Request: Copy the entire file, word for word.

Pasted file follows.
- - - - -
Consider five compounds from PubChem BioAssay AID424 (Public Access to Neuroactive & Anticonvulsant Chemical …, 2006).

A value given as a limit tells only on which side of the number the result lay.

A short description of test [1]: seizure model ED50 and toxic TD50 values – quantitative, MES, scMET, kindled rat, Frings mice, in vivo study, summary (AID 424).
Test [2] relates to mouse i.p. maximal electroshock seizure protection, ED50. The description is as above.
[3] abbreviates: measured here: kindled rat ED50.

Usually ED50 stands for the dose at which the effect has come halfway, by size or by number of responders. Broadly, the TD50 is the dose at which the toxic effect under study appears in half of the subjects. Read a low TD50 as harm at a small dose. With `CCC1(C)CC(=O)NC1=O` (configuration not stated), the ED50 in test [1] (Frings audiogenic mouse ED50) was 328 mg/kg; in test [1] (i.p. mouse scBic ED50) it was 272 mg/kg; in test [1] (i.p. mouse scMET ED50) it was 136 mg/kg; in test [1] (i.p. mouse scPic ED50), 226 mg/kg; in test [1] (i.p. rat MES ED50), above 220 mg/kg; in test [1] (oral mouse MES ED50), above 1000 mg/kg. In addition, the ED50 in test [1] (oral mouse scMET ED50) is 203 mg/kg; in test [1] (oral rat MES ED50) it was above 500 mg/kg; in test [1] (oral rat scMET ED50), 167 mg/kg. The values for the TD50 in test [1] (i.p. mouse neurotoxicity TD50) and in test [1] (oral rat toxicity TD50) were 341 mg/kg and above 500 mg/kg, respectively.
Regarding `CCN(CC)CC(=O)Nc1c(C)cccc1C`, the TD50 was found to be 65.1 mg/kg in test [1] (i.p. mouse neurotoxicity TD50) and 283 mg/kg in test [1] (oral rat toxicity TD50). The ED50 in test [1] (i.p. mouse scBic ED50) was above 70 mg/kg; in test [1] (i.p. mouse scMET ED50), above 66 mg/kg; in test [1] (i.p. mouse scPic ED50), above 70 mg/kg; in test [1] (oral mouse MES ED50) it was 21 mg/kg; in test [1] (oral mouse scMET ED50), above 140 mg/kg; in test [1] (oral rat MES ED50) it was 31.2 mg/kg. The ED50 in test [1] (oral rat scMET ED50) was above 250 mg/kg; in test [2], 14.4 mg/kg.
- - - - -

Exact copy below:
Consider five compounds from PubChem BioAssay AID424 (Public Access to Neuroactive & Anticonvulsant Chemical …, 2006).

A value given as a limit tells only on which side of the number the result lay.

A short description of test [1]: seizure model ED50 and toxic TD50 values – quantitative, MES, scMET, kindled rat, Frings mice, in vivo study, summary (AID 424).
Test [2] relates to mouse i.p. maximal electroshock seizure protection, ED50. The description is as above.
[3] abbreviates: measured here: kindled rat ED50.

Usually ED50 stands for the dose at which the effect has come halfway, by size or by number of responders. Broadly, the TD50 is the dose at which the toxic effect under study appears in half of the subjects. Read a low TD50 as harm at a small dose. With `CCC1(C)CC(=O)NC1=O` (configuration not stated), the ED50 in test [1] (Frings audiogenic mouse ED50) was 328 mg/kg; in test [1] (i.p. mouse scBic ED50) it was 272 mg/kg; in test [1] (i.p. mouse scMET ED50) it was 136 mg/kg; in test [1] (i.p. mouse scPic ED50), 226 mg/kg; in test [1] (i.p. rat MES ED50), above 220 mg/kg; in test [1] (oral mouse MES ED50), above 1000 mg/kg. In addition, the ED50 in test [1] (oral mouse scMET ED50) is 203 mg/kg; in test [1] (oral rat MES ED50) it was above 500 mg/kg; in test [1] (oral rat scMET ED50), 167 mg/kg. The values for the TD50 in test [1] (i.p. mouse neurotoxicity TD50) and in test [1] (oral rat toxicity TD50) were 341 mg/kg and above 500 mg/kg, respectively.
Regarding `CCN(CC)CC(=O)Nc1c(C)cccc1C`, the TD50 was found to be 65.1 mg/kg in test [1] (i.p. mouse neurotoxicity TD50) and 283 mg/kg in test [1] (oral rat toxicity TD50). The ED50 in test [1] (i.p. mouse scBic ED50) was above 70 mg/kg; in test [1] (i.p. mouse scMET ED50), above 66 mg/kg; in test [1] (i.p. mouse scPic ED50), above 70 mg/kg; in test [1] (oral mouse MES ED50) it was 21 mg/kg; in test [1] (oral mouse scMET ED50), above 140 mg/kg; in test [1] (oral rat MES ED50) it was 31.2 mg/kg. The ED50 in test [1] (oral rat scMET ED50) was above 250 mg/kg; in test [2], 14.4 mg/kg.